Once upon a time, almost exactly a year ago, my family was supposed to fly from Michigan to Louisiana to attend my nephew’s high school graduation.
Cue global pandemic and all plans were cancelled.
I know; that part isn’t anything new, and it affected literally everyone in the entire world, but it’s important to the story, so bear with me.
Flashforward for a thousand years (or so it felt) and now the world is slowly starting to unfurl its wings and step out of its collective cocoon of isolation. There’s a vaccine. Safety measures. The possibility of traveling again is real.
And my niece is graduating this year.
So we transferred all our plans from last year to this one. Scheduled departure: Friday, May 28, at noon.
On that particular morning, when we woke, it was dark, wet, and cold outside. The drive to the airport pretty much set the scene for what this mini-vacation was to be; although, in truth, I suppose the pandemic that cancelled our plans a year ago was the true setup.
Apparently it had rained—a lot—all night long, because the roads were covered with standing water, resulting in spinouts scattered throughout our drive, since we live in southeast Michigan and far too many drivers in this area feel like 90 is slow…in bad weather.
We were maybe fifteen minutes from the airport when the woman driving in front of us hit a huge puddle and hydroplaned into six or seven 360s, spinning from her lane to the median to the far left lane and back to her lane again, which happened to be the lane we were in. We had to slam on the brakes to avoid being taken out.
Luckily that woman had an angel watching over her, because she didn’t hit a damn thing, not the twenty or so other cars on the road or the metal barriers between our lanes and the ones heading the other way. I’m sure she was pretty shaken up, but not hurt, which was the important part. Also, we avoided a collision and missing our flight. Wins all around.
The flight to Dallas was uneventful, which is always good, in my book. The flight from Dallas to Shreveport was delayed, though. We sat on the tarmac for an hour before we finally took off. Apparently one plane ahead of us was having issues which then created a domino effect, delaying all the rest of us.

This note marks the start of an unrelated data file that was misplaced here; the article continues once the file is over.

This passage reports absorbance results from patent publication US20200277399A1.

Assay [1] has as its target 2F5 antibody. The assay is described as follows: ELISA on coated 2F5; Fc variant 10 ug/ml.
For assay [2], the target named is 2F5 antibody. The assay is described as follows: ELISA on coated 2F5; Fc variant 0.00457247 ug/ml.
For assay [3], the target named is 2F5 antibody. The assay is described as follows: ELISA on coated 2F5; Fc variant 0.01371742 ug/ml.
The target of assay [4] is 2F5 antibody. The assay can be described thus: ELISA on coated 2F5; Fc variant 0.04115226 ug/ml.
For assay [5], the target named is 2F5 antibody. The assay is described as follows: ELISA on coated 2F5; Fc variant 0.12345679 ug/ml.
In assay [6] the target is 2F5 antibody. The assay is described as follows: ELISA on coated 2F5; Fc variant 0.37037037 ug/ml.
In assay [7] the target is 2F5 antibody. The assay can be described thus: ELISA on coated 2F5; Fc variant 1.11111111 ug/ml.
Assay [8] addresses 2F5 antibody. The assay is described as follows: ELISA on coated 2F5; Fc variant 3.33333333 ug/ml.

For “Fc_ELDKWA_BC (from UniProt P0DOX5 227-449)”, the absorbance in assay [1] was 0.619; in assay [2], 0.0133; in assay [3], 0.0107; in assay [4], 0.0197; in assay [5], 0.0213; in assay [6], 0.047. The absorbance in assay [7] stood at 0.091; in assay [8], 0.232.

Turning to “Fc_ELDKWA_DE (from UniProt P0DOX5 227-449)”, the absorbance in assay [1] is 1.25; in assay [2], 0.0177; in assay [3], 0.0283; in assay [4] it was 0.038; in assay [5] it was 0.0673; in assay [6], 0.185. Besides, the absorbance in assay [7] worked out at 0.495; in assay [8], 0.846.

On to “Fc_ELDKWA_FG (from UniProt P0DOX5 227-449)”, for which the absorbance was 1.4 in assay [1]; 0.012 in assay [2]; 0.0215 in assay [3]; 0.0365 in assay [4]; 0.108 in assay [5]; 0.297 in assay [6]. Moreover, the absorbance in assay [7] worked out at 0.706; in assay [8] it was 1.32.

While sitting on the tarmac I was texting my father and my niece, both of whom were supposed to have dinner with us. Dad was supposed to pick us up from the airport and also had other plans, so our delay was throwing him off. Oh, and the rental car they gave him—an upgrade, no less—was, in his words, a piece of crap, although most of the issue was that it was a make and model he wasn’t used to and car rental companies no longer spend the time to actually show you how to use their cars, and that just annoyed him (and my husband, who drove it for most of the weekend, since my dad hated it so much. They both agreed to never buy that type of car, ever, which was a moot point since they are both loyal to a brand that wasn’t that one—obviously.)
My niece, meanwhile, was growing concerned about the dinner delay because her graduation was at eight a.m. the next morning, so she didn’t want to be out too late. Hey, me neither, sista. I need my beauty rest. Every bit of it.
We finally landed, my dad picked us up, then instructed us to drop him off at a friend’s house, and promised to meet us at the restaurant after we’ve checked into the hotel.
We headed over to grab my niece, and then went to the hotel so we could clean up and change clothes before dinner. When we left Detroit it was 45 degrees F; when we landed in Shreveport, it was 75. Much different wardrobe choices were in order.
So we reached the hotel and parked and pulled our bags out of the trunk and walked toward the entrance…
Which was locked.
There was a hand-written sign on the door:
There was a power outage last night and we only have partial power. We are closed. Your reservations will not be honored. ~Mgmt
Excuse me, but what? A hotel, closed? Not no vacancy, but closed.